The GDPR isn’t the only EU legislation in the area of privacy and data protection. In fact, the ePrivacy Directive, which primarily focuses on securing privacy in the telecommunications sector, has a particular provision (Article 5(3)) which requires consent for the accessing or storing of information on a user device - which includes cookies and other devices used by online advertising technology for a variety of purposes (such as audience insights, targeting, ad verification and security). This meant that the directive has also often been called ‘the cookie law’.
There are two key ways in which the GDPR and the ePrivacy Directive interact:
As the ePrivacy Directive is an older law, originally entering into force in 2002 and getting an update in 2009, there has been an effort to adopt a newer version: the ePrivacy Regulation. This is still an ongoing process, and if you would like to learn more about IAB Europe’s advocacy efforts on this file you can find more information on our European Digital Policy page.
To help you on your journey and to keep things as simple as possible, here are some concepts and terms you should familiarise yourself with first; these are common in the world of data protection, but their exact meaning and context may be slightly different to what they initially seem.
Laws like the GDPR are designed to protect only personal data, and as a result understanding the definition of it is very important. The GDPR provides a very broad definition of personal data by design, and as a result the GDPR has a very broad application.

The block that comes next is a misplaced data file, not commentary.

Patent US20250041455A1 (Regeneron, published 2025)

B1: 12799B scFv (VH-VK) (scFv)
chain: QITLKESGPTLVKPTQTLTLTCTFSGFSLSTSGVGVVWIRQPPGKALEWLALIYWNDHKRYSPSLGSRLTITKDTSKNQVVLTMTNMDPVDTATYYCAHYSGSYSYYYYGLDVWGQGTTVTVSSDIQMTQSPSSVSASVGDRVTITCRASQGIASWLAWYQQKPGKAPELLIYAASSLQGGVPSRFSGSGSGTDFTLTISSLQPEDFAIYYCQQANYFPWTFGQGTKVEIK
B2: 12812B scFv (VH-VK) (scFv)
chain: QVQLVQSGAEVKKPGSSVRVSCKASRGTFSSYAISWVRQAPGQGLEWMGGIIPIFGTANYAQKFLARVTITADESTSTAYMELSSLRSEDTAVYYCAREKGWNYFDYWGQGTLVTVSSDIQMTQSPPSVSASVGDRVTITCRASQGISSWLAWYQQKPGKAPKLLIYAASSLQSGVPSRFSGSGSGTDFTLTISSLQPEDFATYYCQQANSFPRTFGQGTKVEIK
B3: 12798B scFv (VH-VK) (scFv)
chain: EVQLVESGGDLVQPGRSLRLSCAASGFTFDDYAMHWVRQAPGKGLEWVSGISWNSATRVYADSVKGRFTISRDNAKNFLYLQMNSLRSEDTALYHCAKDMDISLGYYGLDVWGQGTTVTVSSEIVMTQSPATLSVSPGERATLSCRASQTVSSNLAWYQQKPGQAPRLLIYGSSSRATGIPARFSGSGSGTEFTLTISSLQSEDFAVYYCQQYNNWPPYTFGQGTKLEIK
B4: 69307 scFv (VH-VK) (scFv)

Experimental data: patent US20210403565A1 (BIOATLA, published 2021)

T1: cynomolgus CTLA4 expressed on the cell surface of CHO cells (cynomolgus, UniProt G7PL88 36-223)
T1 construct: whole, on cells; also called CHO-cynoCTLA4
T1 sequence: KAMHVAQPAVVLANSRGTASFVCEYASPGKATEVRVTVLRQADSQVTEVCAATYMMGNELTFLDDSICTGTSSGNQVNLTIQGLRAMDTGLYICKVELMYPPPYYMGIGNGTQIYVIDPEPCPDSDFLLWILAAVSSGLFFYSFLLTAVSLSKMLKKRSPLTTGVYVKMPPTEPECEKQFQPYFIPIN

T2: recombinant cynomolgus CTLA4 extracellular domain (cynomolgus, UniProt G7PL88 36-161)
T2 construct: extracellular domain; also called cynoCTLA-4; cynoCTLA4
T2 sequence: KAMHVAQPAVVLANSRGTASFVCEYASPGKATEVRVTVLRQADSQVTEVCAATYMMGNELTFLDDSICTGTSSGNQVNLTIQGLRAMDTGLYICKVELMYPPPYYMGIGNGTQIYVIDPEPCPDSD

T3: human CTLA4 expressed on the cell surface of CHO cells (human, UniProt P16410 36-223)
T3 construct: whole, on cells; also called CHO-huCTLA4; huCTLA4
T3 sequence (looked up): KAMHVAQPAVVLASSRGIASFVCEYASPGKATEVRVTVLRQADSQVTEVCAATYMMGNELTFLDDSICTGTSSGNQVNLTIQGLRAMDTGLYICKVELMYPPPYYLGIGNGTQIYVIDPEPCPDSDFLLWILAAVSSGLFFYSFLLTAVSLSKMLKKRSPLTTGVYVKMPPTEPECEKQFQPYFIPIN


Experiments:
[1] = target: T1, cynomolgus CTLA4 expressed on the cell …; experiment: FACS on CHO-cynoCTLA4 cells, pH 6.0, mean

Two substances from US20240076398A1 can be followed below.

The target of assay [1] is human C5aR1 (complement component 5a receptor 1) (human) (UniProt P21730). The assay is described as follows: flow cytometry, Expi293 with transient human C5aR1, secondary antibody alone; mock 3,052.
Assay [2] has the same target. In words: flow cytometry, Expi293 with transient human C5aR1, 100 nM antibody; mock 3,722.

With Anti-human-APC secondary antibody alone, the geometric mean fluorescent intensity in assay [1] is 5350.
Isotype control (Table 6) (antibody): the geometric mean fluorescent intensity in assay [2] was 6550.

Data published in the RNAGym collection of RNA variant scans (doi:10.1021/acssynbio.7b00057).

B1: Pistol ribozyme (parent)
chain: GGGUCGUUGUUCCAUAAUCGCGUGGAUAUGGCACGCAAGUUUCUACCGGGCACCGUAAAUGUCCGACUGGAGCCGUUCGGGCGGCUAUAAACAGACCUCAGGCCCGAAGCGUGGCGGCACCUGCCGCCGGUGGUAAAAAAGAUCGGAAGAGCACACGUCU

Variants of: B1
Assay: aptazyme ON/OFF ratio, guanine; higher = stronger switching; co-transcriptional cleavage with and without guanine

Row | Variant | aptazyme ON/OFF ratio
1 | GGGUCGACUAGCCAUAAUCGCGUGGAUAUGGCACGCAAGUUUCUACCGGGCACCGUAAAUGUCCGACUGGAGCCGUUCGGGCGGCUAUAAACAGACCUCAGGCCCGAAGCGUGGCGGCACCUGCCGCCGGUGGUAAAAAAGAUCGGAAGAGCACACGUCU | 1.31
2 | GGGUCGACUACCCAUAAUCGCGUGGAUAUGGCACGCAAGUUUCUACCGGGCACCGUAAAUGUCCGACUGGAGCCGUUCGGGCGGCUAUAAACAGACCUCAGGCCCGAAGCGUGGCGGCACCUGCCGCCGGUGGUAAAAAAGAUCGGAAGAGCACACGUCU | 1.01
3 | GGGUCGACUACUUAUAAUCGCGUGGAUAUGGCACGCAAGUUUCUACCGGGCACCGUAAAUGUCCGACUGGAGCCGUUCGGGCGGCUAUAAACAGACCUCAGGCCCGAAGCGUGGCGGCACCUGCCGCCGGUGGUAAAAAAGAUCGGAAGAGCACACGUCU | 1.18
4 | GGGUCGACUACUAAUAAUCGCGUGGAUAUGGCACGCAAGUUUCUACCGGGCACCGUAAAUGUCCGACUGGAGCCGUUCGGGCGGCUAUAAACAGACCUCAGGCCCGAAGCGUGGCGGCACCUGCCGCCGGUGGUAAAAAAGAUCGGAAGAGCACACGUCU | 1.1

What makes something personal data? It’s not about which types of data are covered, but rather what the data can tell you about an individual. Generally speaking, any types of identifier that are unique to a single individual, such as tracking cookie identifiers that are used to recognise the same user across multiple websites on the internet, will likely be considered as personal data.
This term gets thrown around a lot in the world of data protection law. The term itself refers to almost any action that can be done to personal data - in fact the GDPR’s definition states processing as “any operation or set of operations which is performed on personal data or on sets of personal data, whether or not by automated means”.
That includes (but isn’t necessarily limited to): “collection, recording, organization, structuring, storage, adaptation or alteration, retrieval, consultation, use, disclosure by transmission, dissemination or otherwise making available, alignment or combination, restriction, erasure or destruction;” Even removing personal data from your database or servers is considered data processing under the GDPR, and this is why it's important to understand which kinds of data fall within the definition of personal data - if you “have” personal data as a company and use it in the course of business, you are processing it and have to abide by the GDPR’s principles.